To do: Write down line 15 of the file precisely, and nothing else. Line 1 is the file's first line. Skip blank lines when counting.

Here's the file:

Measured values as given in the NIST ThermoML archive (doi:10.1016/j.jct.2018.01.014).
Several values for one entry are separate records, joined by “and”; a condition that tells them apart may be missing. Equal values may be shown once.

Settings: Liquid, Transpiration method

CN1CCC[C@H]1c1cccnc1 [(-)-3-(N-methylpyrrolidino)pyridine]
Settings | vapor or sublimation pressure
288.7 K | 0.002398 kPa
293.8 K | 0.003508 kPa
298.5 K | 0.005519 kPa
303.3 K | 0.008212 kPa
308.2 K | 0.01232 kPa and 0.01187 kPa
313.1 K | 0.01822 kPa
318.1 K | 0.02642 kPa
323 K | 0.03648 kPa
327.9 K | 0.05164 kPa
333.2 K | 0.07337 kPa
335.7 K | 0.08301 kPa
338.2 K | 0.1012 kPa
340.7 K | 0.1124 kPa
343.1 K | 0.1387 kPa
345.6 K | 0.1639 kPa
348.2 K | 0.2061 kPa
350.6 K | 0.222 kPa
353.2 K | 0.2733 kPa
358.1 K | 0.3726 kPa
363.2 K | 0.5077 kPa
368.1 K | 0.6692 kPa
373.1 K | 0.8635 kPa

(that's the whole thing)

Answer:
333.2 K | 0.07337 kPa